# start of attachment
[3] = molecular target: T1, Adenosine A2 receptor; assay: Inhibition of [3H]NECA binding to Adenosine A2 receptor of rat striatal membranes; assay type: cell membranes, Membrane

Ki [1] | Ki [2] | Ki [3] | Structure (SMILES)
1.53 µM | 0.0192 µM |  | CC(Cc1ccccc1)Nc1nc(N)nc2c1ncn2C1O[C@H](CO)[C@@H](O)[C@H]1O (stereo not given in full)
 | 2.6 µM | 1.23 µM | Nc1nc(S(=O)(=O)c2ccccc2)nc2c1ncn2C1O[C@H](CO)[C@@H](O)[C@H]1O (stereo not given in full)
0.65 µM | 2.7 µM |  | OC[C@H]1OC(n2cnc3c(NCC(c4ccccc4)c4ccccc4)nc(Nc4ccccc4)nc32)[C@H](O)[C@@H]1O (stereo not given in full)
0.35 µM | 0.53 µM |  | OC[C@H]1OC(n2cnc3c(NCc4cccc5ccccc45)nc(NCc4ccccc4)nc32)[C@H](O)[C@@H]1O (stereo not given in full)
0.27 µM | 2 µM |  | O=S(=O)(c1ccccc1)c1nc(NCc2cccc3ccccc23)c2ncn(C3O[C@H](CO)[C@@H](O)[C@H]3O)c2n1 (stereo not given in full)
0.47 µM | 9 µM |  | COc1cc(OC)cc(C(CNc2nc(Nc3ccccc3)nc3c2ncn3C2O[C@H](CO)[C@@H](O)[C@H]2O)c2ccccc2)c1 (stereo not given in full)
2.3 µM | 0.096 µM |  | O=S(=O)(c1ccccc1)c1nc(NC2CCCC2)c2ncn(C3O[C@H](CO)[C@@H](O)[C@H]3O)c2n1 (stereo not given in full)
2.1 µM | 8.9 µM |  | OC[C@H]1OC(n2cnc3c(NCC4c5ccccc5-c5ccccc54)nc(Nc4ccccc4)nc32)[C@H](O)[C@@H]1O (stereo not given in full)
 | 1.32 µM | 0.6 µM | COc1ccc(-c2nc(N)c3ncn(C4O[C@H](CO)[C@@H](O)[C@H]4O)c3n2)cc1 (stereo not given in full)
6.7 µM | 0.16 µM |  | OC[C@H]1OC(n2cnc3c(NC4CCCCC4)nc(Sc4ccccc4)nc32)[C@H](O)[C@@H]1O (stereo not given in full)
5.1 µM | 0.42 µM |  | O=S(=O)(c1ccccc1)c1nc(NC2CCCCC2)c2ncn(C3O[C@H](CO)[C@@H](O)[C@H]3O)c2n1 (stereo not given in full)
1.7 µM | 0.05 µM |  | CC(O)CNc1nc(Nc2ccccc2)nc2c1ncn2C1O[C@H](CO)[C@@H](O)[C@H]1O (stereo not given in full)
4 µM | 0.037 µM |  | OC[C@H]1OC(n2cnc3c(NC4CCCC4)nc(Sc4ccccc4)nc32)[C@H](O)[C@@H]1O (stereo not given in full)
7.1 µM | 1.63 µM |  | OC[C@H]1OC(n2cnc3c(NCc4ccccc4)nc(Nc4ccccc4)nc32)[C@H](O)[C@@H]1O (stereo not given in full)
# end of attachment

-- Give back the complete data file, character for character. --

[3] = molecular target: T1, Adenosine A2 receptor; assay: Inhibition of [3H]NECA binding to Adenosine A2 receptor of rat striatal membranes; assay type: cell membranes, Membrane

Ki [1] | Ki [2] | Ki [3] | Structure (SMILES)
1.53 µM | 0.0192 µM |  | CC(Cc1ccccc1)Nc1nc(N)nc2c1ncn2C1O[C@H](CO)[C@@H](O)[C@H]1O (stereo not given in full)
 | 2.6 µM | 1.23 µM | Nc1nc(S(=O)(=O)c2ccccc2)nc2c1ncn2C1O[C@H](CO)[C@@H](O)[C@H]1O (stereo not given in full)
0.65 µM | 2.7 µM |  | OC[C@H]1OC(n2cnc3c(NCC(c4ccccc4)c4ccccc4)nc(Nc4ccccc4)nc32)[C@H](O)[C@@H]1O (stereo not given in full)
0.35 µM | 0.53 µM |  | OC[C@H]1OC(n2cnc3c(NCc4cccc5ccccc45)nc(NCc4ccccc4)nc32)[C@H](O)[C@@H]1O (stereo not given in full)
0.27 µM | 2 µM |  | O=S(=O)(c1ccccc1)c1nc(NCc2cccc3ccccc23)c2ncn(C3O[C@H](CO)[C@@H](O)[C@H]3O)c2n1 (stereo not given in full)
0.47 µM | 9 µM |  | COc1cc(OC)cc(C(CNc2nc(Nc3ccccc3)nc3c2ncn3C2O[C@H](CO)[C@@H](O)[C@H]2O)c2ccccc2)c1 (stereo not given in full)
2.3 µM | 0.096 µM |  | O=S(=O)(c1ccccc1)c1nc(NC2CCCC2)c2ncn(C3O[C@H](CO)[C@@H](O)[C@H]3O)c2n1 (stereo not given in full)
2.1 µM | 8.9 µM |  | OC[C@H]1OC(n2cnc3c(NCC4c5ccccc5-c5ccccc54)nc(Nc4ccccc4)nc32)[C@H](O)[C@@H]1O (stereo not given in full)
 | 1.32 µM | 0.6 µM | COc1ccc(-c2nc(N)c3ncn(C4O[C@H](CO)[C@@H](O)[C@H]4O)c3n2)cc1 (stereo not given in full)
6.7 µM | 0.16 µM |  | OC[C@H]1OC(n2cnc3c(NC4CCCCC4)nc(Sc4ccccc4)nc32)[C@H](O)[C@@H]1O (stereo not given in full)
5.1 µM | 0.42 µM |  | O=S(=O)(c1ccccc1)c1nc(NC2CCCCC2)c2ncn(C3O[C@H](CO)[C@@H](O)[C@H]3O)c2n1 (stereo not given in full)
1.7 µM | 0.05 µM |  | CC(O)CNc1nc(Nc2ccccc2)nc2c1ncn2C1O[C@H](CO)[C@@H](O)[C@H]1O (stereo not given in full)
4 µM | 0.037 µM |  | OC[C@H]1OC(n2cnc3c(NC4CCCC4)nc(Sc4ccccc4)nc32)[C@H](O)[C@@H]1O (stereo not given in full)
7.1 µM | 1.63 µM |  | OC[C@H]1OC(n2cnc3c(NCc4ccccc4)nc(Nc4ccccc4)nc32)[C@H](O)[C@@H]1O (stereo not given in full)